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Top 10 fantasy QB seasons of the PFF era

at MetLife Stadium on October 12, 2014 in East Rutherford, New Jersey.

The draft is still a month away, and the crew here has kept busy breaking down the fantasy implications of every offseason transaction to date.

Wait, did he just say offseason?

Yes, well, the 15 minutes or so of the NFL calendar year when we’re not processing new developments also presents a good time to review historical PFF data for some useful context and trends, which we can keep in our back pockets while preparing for the 2018 season. And so, that’s been more or less my objective here in taking a look back at the top fantasy seasons of the PFF era (i.e. since 2007) for running backs and wide receivers. Today, we’ll tackle the top-10 fantasy quarterback seasons.

Further illustrating a league-wide trend in the pass-run balance that we’ve touched on throughout this series, four QBs from the 2011 season made the list, but you won’t find the past two league MVPs here (Tom Brady 2017, Matt Ryan 2016). You also won’t see the 2017 campaign that Russell Wilson just put together as fantasy’s overall QB1. Aaron Rodgers’ 2014 MVP season? Fuhgettaboutit. In fact, did you know that Brady’s 4,577 passing yards this past season were the fewest to lead the league since 2006 (Drew Brees, 4,418)?

Now that we’ve got some precursors out of the way, here is a quick refresher of the unique PFF terms and acronyms found below.

PFF Glossary

FPPG: fantasy points per game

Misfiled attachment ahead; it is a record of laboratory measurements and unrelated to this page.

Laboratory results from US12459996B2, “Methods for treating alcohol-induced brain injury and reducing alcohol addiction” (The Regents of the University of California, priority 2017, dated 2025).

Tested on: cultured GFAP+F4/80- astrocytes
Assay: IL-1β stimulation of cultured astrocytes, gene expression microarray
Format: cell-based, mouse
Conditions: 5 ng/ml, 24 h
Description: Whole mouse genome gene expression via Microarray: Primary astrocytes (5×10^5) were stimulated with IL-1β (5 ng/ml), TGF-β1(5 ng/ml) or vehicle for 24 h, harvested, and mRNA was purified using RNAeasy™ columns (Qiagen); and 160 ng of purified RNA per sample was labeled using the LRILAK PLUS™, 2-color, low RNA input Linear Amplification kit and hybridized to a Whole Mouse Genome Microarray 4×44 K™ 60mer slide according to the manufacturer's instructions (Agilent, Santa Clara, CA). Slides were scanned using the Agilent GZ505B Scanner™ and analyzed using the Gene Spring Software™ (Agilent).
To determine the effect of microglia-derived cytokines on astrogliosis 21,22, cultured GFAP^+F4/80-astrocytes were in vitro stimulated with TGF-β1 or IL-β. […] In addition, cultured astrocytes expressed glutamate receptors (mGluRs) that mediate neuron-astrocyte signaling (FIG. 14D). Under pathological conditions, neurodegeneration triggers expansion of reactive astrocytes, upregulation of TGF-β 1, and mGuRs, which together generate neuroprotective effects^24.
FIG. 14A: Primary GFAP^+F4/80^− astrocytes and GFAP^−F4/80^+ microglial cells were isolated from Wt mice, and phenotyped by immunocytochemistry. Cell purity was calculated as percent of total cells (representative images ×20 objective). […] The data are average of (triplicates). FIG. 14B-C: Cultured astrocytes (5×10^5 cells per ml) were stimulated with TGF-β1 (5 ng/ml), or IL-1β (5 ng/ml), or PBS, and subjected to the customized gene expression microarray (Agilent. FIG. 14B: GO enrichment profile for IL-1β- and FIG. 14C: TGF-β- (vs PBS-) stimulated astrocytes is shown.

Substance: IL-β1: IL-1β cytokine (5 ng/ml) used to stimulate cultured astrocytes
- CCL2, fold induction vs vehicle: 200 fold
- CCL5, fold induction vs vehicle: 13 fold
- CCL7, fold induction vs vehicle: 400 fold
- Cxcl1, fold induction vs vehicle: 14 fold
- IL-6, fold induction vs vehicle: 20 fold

PPDB: fantasy points per dropback
PFF RATING: PFF passer rating model; accounts for drops, throwaways, yards in the air
DEEP RTG: passer rating on pass attempts targeted 20 yards or more downfield
PRESSURE RTG: passer rating when under pressure
ACC %: completions + drops per aimed throw i.e. adjusted completion percentage

10. Drew Brees, New Orleans Saints (2013)

446-of-650 (68.6%), 5,162 yards, 39 TD, 12 INT / 35 rushes, 52 yards, 3 TD

374 23.4 0.54 94.06 114.3 69.7 77.0

Brees was a mere mortal in fantasy this past season, finishing his age-38 season as the QB11. Still, he did lead the league in completions (386), completion percentage (72.0), and yards per attempt (8.1) while tossing 23 TDs and only eight interceptions, the latter being the lowest 16-game total of his career. With four of the top-25 fantasy quarterback seasons of the PFF era to his name, Brees has finished as a QB1 every single year in that span, including six in the top-two. One of those seasons was 2013. He was just as accurate as Peyton Manning that year, yet he had more success on the deep ball (20-plus air yards) with a league-high 15 TDs and only two picks.

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